Risk and Consequence of a Disqualification Undertaking
A Disqualification Undertaking should only normally be offered and entered into after taking legal advice – entering into a contract with the Secretary of State, and without legal advice, can lead to future consequences that you had not anticipated or considered.
As with a Disqualification Order made in litigated Disqualification Proceedings, a Disqualification Undertaking will be registered against a director’s name on a public register and there may be negative consequences for any current business interest, even if you are only a shareholder.
Additionally, you should ensure that you are compliant with a Disqualification Undertaking – as if such an undertaking is breached then the consequences are considerably more serious and could lead to a prison sentence.
Inability to manage current company
A Disqualification Undertaking does not prohibit a former director from running his/her own business (provided there is no limited liability aspect), from being an employee or working in a senior role within a company.
However, once disqualified, a director cannot act as director or in the management of a company. This latter term is difficult to define and indeed is a grey area as “acting in the management” of a company depends on the nature of your role, the size of the company and your function within that company.
The difference is subtle but often depends upon the decision-making role that individual has adopted and certain key aspects of their function – for example are they on the bank mandate, for small companies do they manage the funds received, are they negotiating with large suppliers or customers etc.
All of these may indicate that an individual is acting in a management position – a director is a director regardless of the title they adopt.
The same applies for Shadow Directors who instruct directors in the management of the company and are therefore, via the appointed directors, managing the company.
There is a simple solution to this dilemma – in a majority of circumstances, if the negotiation of the Disqualification Undertaking is effected correctly, the director can make an application for leave notwithstanding the disqualification pursuant to Section 17 of the Company Directors Disqualification Act 1986.
Please click here for more information on making such an application.
Disqualified Directors as Shareholders
Disqualification does not prohibit an individual from holding investment interests and shareholdings in a company – regardless whether it is a listed company investment or the majority shareholding for a family owned company.
However, when it comes to the latter scenario, it becomes very difficult to separate the lines where the ownership stops and management starts and indeed directors often breach such divides and may “accidentally” become involved in the company’s management (particularly as they often see the company as their own).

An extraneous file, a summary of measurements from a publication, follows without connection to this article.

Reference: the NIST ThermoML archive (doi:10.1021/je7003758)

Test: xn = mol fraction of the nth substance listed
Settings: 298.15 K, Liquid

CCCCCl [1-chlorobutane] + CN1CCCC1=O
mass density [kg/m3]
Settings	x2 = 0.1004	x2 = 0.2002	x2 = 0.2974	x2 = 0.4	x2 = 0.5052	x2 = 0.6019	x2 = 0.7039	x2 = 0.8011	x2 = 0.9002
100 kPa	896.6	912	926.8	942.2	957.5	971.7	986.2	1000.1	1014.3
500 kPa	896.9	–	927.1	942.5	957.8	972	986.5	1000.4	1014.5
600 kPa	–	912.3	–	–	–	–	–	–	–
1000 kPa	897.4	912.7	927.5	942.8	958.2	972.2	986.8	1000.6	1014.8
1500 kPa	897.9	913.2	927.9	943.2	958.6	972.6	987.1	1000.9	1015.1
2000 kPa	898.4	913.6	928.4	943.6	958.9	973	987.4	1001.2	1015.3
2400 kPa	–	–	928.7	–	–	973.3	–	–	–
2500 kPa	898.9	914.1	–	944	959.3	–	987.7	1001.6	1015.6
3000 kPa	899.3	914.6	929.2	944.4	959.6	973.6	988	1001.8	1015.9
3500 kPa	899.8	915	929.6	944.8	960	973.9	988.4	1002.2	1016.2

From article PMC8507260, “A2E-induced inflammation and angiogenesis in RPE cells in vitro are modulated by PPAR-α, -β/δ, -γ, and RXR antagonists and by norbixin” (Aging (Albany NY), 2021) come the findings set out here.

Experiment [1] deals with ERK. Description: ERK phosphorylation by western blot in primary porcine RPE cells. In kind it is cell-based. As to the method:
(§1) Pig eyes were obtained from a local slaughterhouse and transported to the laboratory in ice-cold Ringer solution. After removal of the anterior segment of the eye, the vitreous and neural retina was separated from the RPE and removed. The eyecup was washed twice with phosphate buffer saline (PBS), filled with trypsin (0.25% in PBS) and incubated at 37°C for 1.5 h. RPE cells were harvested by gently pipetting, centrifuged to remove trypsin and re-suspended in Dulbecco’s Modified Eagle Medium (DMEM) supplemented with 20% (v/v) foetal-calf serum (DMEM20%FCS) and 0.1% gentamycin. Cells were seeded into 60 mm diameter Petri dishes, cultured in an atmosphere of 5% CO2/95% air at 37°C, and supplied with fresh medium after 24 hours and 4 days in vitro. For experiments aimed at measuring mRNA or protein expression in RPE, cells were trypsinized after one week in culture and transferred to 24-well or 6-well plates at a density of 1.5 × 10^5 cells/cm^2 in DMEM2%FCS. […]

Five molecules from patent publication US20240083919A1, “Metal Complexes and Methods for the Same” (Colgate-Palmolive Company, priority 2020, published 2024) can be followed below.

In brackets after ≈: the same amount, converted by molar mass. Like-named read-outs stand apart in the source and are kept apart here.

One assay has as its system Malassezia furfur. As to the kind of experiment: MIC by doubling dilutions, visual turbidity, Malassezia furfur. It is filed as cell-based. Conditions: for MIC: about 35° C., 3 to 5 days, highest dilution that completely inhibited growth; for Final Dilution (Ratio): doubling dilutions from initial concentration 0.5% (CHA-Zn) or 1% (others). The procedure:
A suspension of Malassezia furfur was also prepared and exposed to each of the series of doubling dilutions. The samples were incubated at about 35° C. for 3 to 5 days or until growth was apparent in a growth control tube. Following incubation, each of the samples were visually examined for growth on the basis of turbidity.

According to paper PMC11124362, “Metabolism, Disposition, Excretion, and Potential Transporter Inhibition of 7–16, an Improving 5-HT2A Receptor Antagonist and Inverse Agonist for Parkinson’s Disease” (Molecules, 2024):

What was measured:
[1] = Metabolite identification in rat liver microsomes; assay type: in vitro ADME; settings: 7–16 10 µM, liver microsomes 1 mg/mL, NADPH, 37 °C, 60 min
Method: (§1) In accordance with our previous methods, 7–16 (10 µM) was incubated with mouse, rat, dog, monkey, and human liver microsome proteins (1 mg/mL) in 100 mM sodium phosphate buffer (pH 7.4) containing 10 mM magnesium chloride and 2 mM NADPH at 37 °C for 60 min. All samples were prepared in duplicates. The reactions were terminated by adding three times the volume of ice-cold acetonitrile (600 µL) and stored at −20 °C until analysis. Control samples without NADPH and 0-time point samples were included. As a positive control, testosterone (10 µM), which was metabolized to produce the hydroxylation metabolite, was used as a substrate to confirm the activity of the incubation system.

Where a director signs a Disqualification Undertaking, although it is not binding on the evidence in insolvency proceedings, it will almost certainly lead to a Liquidator claiming recovery of the losses arising from the Director’s misconduct.
These losses can include acting in breach of a director’s fiduciary duties (which often includes a duty owed to creditors), wrongful or fraudulent trading, preferring a creditor or disposing of assets for less than their market value, all of which will prejudice the company and its creditors in the insolvency proceedings.
At Francis Wilks & Jones we almost always see a disqualification claim closely followed by a claim by the Liquidator who, rather than seeking to protect the public interest, is seeking recovery of assets or compensation for the losses caused to the company by the director’s misconduct.
In a majority of circumstances where a Disqualification Undertaking is entered into, the director will then (or at the same time) be facing a claim by the Liquidator.
Where a Disqualification Undertaking is offered and accepted (and then entered into) then directors will be immediately liable to compensate the company for the losses caused to the company by his/her misconduct unless a Compensation Order is not sought.
A Disqualification Undertaking, as a statutory contract, cannot usually be contested once entered into and accordingly this strict liability to compensate the company may with time become automatic.
At Francis Wilks & Jones we have considerable experience of Director Disqualification Proceedings and dealing with litigated Director Disqualification Proceedings (including the above issues) through to trial.
Please call any member of our Director Services Team for your consultation now on 0207 841 0390. Alternatively email us with your query at email@example.com and we will call you back at a time convenient for you.